Erica Schmidt’s production of “Richard II” does nothing to call attention to the relevance of Shakespeare’s drama. The strength of the staging is in the lively pace of the storytelling, which unfolds on an artfully medieval set by John Lee Beatty. The tale is trusted: The audience is invited to enter the playwright’s historical imagination without extra-textual coaxing.

The characterizations are straightforwardly depicted. Richard II is often portrayed as a lisping, effeminate fop. Robert Sean Leonard doesn’t overdo the decadence. His Richard wears his pristine white gown and glittering crown with an arrogant defiance, but he is a king with serious character defects rather than a flouncy parody. His disrespect for property rights is what ultimately does him in, not his effete manner.

It’s an unfussy portrait of a famously fussy king who finds tragic dignity in poetic language only after his impolitic behavior costs him his throne. But the performance is of a piece with a production that allows Tory Kittles (in the role of the usurping Henry Bolingbroke) and Nora Carroll (who plays forlorn Queen Isabel) to excel with clarity and proficiency.

These might seem like terms of faint praise, but I don’t intend them as such. The production not only held my interest but also allowed me to ponder (without any prodding) how this late 16th century play speaks to our politically divisive moment.

Richard holds fast to the belief that because he is a divinely appointed king, he can do whatever he likes regardless of tradition and the conventions of fair play. But in the company of parasitic flatterers, he takes his royal prerogative too far. Overtaxing the poor is one thing; ransacking the rich is quite another. As the dying John of Gaunt (a fine Charles Janasz) memorably puts it in his patriotic paean to his homeland, “This land of such dear souls, this dear dear land, / Dear for her reputation through the world, / Is now leased out, I die pronouncing it, / Like to a tenement or pelting farm.”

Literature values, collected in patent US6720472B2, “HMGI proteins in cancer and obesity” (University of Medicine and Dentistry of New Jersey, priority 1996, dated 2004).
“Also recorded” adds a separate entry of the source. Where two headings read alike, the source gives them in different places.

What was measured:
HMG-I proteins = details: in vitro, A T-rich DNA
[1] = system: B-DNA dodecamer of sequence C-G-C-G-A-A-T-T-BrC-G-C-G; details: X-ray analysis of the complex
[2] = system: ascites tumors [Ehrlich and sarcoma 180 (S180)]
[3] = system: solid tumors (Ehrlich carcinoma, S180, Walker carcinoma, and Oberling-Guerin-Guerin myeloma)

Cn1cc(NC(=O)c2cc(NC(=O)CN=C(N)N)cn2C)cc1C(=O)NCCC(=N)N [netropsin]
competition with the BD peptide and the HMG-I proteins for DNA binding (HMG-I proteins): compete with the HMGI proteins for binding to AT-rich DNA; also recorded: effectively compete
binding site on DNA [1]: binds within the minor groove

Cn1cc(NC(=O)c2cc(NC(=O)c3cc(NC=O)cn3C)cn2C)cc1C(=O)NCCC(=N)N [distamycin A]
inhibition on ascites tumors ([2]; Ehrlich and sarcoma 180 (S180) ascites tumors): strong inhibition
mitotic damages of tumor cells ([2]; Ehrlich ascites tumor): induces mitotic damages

These words may strike some as peculiarly apt for an America in which private interests have run roughshod over the public good. But I was more intrigued by the way this distant notion of the divine right of kings, which Shakespeare boldly challenges without completely dismissing, provoked me to question a few articles of faith in our own democracy.

Our confidence in our system of checks and balances, to take one example, can sometimes seem as naïve as Richard’s contention that “Not all the water in the rough rude sea / Can wash the balm off from an anointed king.” This heretical connection is my own. But Shakespeare’s drama, with its free play of ideas exposing the fragile human underpinnings of social institutions, is what prompted its birth. Fiction, historical and otherwise, shows us our own visage in disguised form.

Elizabeth I, the queen whom Shakespeare had to be careful not to anger, is reported to have complained, “I am Richard II, know ye not that?” Surrounded by political enemies who were plotting her overthrow, she had reason to object that “this tragedy,” depicting the demise of a monarch who also had no heir, “was played 40 times in open streets and houses.” Fortunately for world literature, Shakespeare’s company wasn’t closed down, even though it performed the play at the request of a few of the conspirators on the eve of the abortive coup known as Essex's Rebellion.

Historical distance may have shielded Shakespeare and his troupe from a sterner fate. He wrote not only with balance and complexity but also in poetic code — a necessary skill for a political survivor who lived in times that make ours seem tame by comparison.

Shakespeare would no doubt get a kick out of being the center of a 21st century media firestorm, but he wouldn’t at all be surprised by the eye-rolling terms of the debate. Human nature doesn’t change all that much. He left the passing partisan squalls to the pamphleteers, whose names are buried with their authors, and focused on political truths that are not of an age but for all time.

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charles.mcnulty@latimes.com